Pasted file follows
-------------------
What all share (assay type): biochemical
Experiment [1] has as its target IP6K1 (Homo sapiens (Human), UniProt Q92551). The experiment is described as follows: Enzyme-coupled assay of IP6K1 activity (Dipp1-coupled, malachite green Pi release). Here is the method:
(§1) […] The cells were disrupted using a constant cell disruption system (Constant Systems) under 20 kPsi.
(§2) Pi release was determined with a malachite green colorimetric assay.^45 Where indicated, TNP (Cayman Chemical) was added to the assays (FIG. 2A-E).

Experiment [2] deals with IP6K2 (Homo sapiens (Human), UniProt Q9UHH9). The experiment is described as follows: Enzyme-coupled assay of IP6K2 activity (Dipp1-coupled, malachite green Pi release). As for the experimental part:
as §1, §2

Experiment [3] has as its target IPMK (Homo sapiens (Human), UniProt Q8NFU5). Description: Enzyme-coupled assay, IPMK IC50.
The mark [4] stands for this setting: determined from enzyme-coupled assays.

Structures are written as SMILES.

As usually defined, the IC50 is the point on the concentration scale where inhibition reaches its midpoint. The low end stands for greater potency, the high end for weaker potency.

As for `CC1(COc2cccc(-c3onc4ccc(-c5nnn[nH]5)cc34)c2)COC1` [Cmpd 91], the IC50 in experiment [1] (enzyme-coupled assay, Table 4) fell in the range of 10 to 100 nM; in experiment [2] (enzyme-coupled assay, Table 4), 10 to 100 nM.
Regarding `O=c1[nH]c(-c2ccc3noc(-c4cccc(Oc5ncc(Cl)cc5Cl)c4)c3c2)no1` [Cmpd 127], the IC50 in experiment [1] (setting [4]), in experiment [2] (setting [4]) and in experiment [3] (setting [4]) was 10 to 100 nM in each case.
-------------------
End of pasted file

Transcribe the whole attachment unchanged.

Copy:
What all share (assay type): biochemical
Experiment [1] has as its target IP6K1 (Homo sapiens (Human), UniProt Q92551). The experiment is described as follows: Enzyme-coupled assay of IP6K1 activity (Dipp1-coupled, malachite green Pi release). Here is the method:
(§1) […] The cells were disrupted using a constant cell disruption system (Constant Systems) under 20 kPsi.
(§2) Pi release was determined with a malachite green colorimetric assay.^45 Where indicated, TNP (Cayman Chemical) was added to the assays (FIG. 2A-E).

Experiment [2] deals with IP6K2 (Homo sapiens (Human), UniProt Q9UHH9). The experiment is described as follows: Enzyme-coupled assay of IP6K2 activity (Dipp1-coupled, malachite green Pi release). As for the experimental part:
as §1, §2

Experiment [3] has as its target IPMK (Homo sapiens (Human), UniProt Q8NFU5). Description: Enzyme-coupled assay, IPMK IC50.
The mark [4] stands for this setting: determined from enzyme-coupled assays.

Structures are written as SMILES.

As usually defined, the IC50 is the point on the concentration scale where inhibition reaches its midpoint. The low end stands for greater potency, the high end for weaker potency.

As for `CC1(COc2cccc(-c3onc4ccc(-c5nnn[nH]5)cc34)c2)COC1` [Cmpd 91], the IC50 in experiment [1] (enzyme-coupled assay, Table 4) fell in the range of 10 to 100 nM; in experiment [2] (enzyme-coupled assay, Table 4), 10 to 100 nM.
Regarding `O=c1[nH]c(-c2ccc3noc(-c4cccc(Oc5ncc(Cl)cc5Cl)c4)c3c2)no1` [Cmpd 127], the IC50 in experiment [1] (setting [4]), in experiment [2] (setting [4]) and in experiment [3] (setting [4]) was 10 to 100 nM in each case.